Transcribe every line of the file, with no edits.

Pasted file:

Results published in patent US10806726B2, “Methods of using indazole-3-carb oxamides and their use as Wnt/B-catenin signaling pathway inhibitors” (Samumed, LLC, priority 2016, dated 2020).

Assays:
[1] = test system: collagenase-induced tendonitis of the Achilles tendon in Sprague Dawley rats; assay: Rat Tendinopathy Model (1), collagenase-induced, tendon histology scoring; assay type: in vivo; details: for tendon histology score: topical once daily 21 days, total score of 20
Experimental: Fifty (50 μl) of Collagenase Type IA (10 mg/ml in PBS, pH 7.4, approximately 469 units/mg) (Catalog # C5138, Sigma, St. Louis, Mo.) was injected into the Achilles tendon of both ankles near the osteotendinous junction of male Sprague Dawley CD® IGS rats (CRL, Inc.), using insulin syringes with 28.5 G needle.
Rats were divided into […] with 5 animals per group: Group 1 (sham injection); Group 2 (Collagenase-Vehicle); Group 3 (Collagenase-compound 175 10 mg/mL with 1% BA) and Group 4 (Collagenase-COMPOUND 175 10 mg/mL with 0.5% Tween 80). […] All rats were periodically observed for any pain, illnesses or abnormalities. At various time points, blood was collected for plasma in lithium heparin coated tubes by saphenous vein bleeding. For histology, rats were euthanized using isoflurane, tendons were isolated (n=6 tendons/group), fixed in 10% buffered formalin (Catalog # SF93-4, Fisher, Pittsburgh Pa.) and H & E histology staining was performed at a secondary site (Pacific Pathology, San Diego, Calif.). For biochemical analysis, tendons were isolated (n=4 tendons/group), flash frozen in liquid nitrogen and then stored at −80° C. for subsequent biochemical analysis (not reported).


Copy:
Results published in patent US10806726B2, “Methods of using indazole-3-carb oxamides and their use as Wnt/B-catenin signaling pathway inhibitors” (Samumed, LLC, priority 2016, dated 2020).

Assays:
[1] = test system: collagenase-induced tendonitis of the Achilles tendon in Sprague Dawley rats; assay: Rat Tendinopathy Model (1), collagenase-induced, tendon histology scoring; assay type: in vivo; details: for tendon histology score: topical once daily 21 days, total score of 20
Experimental: Fifty (50 μl) of Collagenase Type IA (10 mg/ml in PBS, pH 7.4, approximately 469 units/mg) (Catalog # C5138, Sigma, St. Louis, Mo.) was injected into the Achilles tendon of both ankles near the osteotendinous junction of male Sprague Dawley CD® IGS rats (CRL, Inc.), using insulin syringes with 28.5 G needle.
Rats were divided into […] with 5 animals per group: Group 1 (sham injection); Group 2 (Collagenase-Vehicle); Group 3 (Collagenase-compound 175 10 mg/mL with 1% BA) and Group 4 (Collagenase-COMPOUND 175 10 mg/mL with 0.5% Tween 80). […] All rats were periodically observed for any pain, illnesses or abnormalities. At various time points, blood was collected for plasma in lithium heparin coated tubes by saphenous vein bleeding. For histology, rats were euthanized using isoflurane, tendons were isolated (n=6 tendons/group), fixed in 10% buffered formalin (Catalog # SF93-4, Fisher, Pittsburgh Pa.) and H & E histology staining was performed at a secondary site (Pacific Pathology, San Diego, Calif.). For biochemical analysis, tendons were isolated (n=4 tendons/group), flash frozen in liquid nitrogen and then stored at −80° C. for subsequent biochemical analysis (not reported).